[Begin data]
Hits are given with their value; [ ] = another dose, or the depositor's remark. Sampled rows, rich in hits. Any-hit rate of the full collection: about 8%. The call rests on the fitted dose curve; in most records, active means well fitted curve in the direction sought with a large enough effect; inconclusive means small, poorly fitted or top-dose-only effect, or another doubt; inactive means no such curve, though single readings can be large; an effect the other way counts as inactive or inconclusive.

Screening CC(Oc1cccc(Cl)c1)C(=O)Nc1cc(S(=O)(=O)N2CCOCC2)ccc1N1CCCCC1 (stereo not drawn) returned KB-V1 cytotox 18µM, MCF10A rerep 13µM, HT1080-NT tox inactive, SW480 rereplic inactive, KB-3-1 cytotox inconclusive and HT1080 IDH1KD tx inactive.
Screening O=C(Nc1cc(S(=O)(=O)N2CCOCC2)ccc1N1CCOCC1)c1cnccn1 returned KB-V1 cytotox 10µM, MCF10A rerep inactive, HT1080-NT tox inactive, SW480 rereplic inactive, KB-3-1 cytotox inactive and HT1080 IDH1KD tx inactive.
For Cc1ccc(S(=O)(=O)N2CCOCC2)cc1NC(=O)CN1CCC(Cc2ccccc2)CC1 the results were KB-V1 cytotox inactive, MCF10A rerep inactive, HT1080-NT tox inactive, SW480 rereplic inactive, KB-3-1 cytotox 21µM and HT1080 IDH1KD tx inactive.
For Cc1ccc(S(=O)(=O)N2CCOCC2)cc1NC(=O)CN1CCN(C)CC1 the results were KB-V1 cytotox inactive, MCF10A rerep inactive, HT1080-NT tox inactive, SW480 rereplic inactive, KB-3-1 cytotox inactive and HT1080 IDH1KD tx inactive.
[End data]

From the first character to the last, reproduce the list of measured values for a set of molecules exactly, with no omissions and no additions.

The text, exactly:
Hits are given with their value; [ ] = another dose, or the depositor's remark. Sampled rows, rich in hits. Any-hit rate of the full collection: about 8%. The call rests on the fitted dose curve; in most records, active means well fitted curve in the direction sought with a large enough effect; inconclusive means small, poorly fitted or top-dose-only effect, or another doubt; inactive means no such curve, though single readings can be large; an effect the other way counts as inactive or inconclusive.

Screening CC(Oc1cccc(Cl)c1)C(=O)Nc1cc(S(=O)(=O)N2CCOCC2)ccc1N1CCCCC1 (stereo not drawn) returned KB-V1 cytotox 18µM, MCF10A rerep 13µM, HT1080-NT tox inactive, SW480 rereplic inactive, KB-3-1 cytotox inconclusive and HT1080 IDH1KD tx inactive.
Screening O=C(Nc1cc(S(=O)(=O)N2CCOCC2)ccc1N1CCOCC1)c1cnccn1 returned KB-V1 cytotox 10µM, MCF10A rerep inactive, HT1080-NT tox inactive, SW480 rereplic inactive, KB-3-1 cytotox inactive and HT1080 IDH1KD tx inactive.
For Cc1ccc(S(=O)(=O)N2CCOCC2)cc1NC(=O)CN1CCC(Cc2ccccc2)CC1 the results were KB-V1 cytotox inactive, MCF10A rerep inactive, HT1080-NT tox inactive, SW480 rereplic inactive, KB-3-1 cytotox 21µM and HT1080 IDH1KD tx inactive.
For Cc1ccc(S(=O)(=O)N2CCOCC2)cc1NC(=O)CN1CCN(C)CC1 the results were KB-V1 cytotox inactive, MCF10A rerep inactive, HT1080-NT tox inactive, SW480 rereplic inactive, KB-3-1 cytotox inactive and HT1080 IDH1KD tx inactive.